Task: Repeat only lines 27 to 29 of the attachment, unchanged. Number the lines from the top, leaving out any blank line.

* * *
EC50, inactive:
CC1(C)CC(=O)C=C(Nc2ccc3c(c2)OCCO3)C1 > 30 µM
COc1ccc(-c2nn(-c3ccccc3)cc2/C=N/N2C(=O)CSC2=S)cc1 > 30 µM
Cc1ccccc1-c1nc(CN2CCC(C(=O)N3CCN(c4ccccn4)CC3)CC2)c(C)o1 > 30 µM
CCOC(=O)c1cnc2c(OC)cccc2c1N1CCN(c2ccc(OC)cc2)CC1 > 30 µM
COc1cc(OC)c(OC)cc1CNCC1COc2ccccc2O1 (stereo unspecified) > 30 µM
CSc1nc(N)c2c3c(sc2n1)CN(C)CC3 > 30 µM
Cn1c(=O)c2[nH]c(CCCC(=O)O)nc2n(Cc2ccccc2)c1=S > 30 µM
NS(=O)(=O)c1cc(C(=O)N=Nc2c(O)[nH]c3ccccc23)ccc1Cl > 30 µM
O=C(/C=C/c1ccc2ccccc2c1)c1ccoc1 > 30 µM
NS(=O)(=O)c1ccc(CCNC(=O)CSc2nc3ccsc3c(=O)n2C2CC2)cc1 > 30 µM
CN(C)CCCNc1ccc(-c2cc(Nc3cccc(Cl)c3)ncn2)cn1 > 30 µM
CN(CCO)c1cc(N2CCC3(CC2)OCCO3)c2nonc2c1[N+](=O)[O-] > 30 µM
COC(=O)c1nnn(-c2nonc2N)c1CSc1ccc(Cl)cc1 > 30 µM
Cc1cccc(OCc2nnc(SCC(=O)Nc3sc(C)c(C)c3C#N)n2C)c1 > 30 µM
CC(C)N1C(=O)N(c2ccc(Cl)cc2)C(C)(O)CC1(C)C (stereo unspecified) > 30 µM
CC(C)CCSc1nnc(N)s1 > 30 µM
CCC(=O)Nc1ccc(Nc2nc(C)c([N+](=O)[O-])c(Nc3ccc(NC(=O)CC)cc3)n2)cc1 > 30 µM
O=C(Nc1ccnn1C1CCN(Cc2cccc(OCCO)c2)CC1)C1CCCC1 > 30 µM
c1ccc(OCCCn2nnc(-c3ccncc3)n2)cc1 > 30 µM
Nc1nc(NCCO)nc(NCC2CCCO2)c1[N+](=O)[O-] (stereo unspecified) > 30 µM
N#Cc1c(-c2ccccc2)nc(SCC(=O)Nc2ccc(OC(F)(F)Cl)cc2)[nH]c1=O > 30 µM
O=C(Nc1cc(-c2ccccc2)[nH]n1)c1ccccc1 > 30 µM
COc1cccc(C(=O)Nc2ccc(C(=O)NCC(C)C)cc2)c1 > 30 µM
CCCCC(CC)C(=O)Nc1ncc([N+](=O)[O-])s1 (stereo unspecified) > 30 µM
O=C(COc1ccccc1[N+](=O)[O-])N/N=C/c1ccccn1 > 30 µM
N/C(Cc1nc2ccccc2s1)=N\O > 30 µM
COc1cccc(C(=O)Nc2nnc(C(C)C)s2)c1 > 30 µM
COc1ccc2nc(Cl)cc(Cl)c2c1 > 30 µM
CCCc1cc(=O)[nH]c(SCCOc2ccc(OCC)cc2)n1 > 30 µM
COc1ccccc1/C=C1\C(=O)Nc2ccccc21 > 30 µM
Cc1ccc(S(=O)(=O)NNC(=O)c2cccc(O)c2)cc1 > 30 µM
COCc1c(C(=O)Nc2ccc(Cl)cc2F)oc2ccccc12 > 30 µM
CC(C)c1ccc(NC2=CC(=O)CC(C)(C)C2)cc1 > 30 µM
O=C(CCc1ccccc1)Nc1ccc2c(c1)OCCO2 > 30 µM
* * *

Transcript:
N/C(Cc1nc2ccccc2s1)=N\O > 30 µM
COc1cccc(C(=O)Nc2nnc(C(C)C)s2)c1 > 30 µM
COc1ccc2nc(Cl)cc(Cl)c2c1 > 30 µM